The capability of the DyeLIF was recently demonstrated at a small footprint chlorinated spill site in Massachusetts. Tests of chlorinated solvent DNAPL recovered from the site revealed a mixture of 59% trichloroethylene, 34% 1,1,1-trichloroethane with various solvents and petroleum hydrocarbons making up the balance. Local geology in the demonstration area can be generally classified as fine sand and silt with intermittent silt and clay layers. A continuous silt layer is observed at 14 m below ground surface (bgs), which is consistent with other areas of the larger site.
The log image below illustrates one of the raw DyeLIF logs obtained. The light blue color of the upper 3m (10 ft) fluorescence is from loose sand that was placed in the hole after pre-clearing for utilities. Notice the unique wave-form in callout one, showing the waveform from the sand. The yellow-filled baseline response is the weak fluorescence emitted by un-solvated dye particles injected into the formation. The other more intense blue-filled spikes at various depths are narrow responses of DNAPL. Notice the longer lifetimes and blue-shifted waveforms in callouts two, three, and four. This waveform shape is unique to DNAPL-solvated dye, establishing with high confidence the origin of the fluorescence response at those depths. The bottom callout shows the red-shifted waveform with very short lifetimes. The log is typical of logs in which modest DNAPL detections were made, but the pore saturation was low enough that the DNAPL response is obscured to some degree by un-solvated dye and other background fluorescence.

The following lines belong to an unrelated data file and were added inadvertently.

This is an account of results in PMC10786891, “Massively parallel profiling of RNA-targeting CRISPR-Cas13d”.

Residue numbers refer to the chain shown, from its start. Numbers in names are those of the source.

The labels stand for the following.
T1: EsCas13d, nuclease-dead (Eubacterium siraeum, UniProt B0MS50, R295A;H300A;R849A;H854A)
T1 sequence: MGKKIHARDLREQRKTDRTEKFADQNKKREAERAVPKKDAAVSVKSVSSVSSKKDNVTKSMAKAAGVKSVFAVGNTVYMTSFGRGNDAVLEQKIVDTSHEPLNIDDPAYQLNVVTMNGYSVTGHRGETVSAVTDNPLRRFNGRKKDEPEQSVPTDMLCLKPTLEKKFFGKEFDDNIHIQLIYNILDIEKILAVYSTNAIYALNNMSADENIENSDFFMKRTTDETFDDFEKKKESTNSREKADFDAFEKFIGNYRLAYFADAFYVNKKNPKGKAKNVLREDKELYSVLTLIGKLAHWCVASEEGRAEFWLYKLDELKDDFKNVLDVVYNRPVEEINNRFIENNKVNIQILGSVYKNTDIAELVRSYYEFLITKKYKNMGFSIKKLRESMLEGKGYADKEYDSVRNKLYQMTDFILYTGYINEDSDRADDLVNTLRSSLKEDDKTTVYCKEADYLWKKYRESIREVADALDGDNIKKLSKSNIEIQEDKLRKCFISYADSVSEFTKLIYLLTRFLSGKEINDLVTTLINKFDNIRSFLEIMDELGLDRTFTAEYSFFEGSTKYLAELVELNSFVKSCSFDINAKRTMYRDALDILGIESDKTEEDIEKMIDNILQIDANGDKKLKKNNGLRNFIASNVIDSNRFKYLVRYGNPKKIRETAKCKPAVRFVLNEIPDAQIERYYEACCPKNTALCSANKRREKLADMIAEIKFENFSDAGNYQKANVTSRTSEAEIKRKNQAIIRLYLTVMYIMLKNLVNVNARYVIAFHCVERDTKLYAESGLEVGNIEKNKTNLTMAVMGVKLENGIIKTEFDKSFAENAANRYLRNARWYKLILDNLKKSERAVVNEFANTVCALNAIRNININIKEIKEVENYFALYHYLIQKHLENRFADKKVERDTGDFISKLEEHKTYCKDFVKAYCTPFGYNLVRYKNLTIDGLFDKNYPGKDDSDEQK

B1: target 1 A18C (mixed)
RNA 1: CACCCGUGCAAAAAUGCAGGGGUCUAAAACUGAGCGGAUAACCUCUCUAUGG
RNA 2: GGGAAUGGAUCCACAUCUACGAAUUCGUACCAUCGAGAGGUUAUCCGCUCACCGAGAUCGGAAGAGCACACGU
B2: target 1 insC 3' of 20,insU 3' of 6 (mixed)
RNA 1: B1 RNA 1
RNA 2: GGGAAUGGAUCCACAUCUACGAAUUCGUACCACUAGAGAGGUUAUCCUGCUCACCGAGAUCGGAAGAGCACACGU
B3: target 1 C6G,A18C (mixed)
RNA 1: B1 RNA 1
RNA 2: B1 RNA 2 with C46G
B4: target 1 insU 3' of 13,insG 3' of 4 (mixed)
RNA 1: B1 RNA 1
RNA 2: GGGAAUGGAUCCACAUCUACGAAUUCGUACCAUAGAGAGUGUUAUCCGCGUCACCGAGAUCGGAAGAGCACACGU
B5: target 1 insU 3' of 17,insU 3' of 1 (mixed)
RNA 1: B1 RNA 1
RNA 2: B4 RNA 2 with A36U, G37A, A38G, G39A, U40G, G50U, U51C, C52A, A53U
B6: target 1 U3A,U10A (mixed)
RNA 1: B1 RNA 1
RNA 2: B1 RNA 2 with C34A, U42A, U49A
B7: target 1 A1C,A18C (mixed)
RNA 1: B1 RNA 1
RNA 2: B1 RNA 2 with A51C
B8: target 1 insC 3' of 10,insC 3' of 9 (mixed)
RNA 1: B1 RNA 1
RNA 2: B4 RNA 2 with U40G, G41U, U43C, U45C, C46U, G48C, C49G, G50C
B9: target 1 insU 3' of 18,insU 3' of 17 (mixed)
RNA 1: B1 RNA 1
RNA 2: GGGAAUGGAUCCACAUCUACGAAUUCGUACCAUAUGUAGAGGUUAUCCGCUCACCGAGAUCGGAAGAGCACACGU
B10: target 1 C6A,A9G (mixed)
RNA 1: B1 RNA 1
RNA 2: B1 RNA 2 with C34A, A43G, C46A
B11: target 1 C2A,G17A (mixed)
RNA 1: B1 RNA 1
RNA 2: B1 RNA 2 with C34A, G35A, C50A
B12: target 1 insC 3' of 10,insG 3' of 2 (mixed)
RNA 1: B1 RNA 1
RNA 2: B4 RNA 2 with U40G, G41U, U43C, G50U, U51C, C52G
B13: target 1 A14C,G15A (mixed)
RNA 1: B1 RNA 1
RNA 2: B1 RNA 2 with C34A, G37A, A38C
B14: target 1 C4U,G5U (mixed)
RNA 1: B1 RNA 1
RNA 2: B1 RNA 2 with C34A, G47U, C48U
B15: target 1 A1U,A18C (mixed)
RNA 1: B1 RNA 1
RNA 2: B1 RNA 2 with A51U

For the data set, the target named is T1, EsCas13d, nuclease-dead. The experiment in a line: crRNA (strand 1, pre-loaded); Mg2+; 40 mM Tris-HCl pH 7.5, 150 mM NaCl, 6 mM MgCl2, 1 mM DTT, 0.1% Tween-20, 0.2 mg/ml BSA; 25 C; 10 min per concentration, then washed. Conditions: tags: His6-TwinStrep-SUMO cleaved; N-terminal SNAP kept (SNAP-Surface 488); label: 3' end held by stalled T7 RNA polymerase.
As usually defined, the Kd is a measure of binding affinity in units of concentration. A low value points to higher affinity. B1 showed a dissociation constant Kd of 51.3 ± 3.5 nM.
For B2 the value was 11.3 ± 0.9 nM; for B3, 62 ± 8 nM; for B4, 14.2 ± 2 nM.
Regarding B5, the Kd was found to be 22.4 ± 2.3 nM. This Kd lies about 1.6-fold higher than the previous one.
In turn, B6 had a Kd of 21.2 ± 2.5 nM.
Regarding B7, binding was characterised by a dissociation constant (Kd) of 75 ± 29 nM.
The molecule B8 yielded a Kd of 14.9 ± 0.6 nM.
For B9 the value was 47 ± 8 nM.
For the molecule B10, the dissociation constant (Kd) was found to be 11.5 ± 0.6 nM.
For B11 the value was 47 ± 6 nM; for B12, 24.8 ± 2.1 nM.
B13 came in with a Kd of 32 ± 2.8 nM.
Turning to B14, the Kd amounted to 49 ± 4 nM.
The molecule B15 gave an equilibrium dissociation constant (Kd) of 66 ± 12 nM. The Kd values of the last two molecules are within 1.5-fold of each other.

LIF waveforms are stored with each and every depth analyzed, allowing for post-processing using a non-negative least squares (NNLS) fitting process. The process uses a basis set of waveforms (non-solvated dye, DNAPL-solvated dye, sand, etc.) to determine the origins of and then appropriate the fluorescence response. As discussed, there are dramatic spectral and temporal differences in the waveforms for DNAPL solvated dye vs. un-solvated dye. This allows us to mathematically strip away all but the DNAPL-specific responses, yielding high-confidence DNAPL-specific logs of DNAPL detections. The image below shows the same log after such post-processing. So that even small (but critical) DNAPL ganglia are readily recognized, the NNLS data is plotted in many columns, each five feet (1.5 m) in height. The fluorescence scaling of the processed log is held to 0-5 %RE so that even the lowest of pore saturations are obvious. The tiny response at 67.7 ft bgs is an example detection of a very small DNAPL ganglion. This post-processing requires about 5 minutes to conduct and was done on site immediately after the DyeLIF log was collected. Note the data in this plot is zoomed in such that each column represents 5 feet of depth.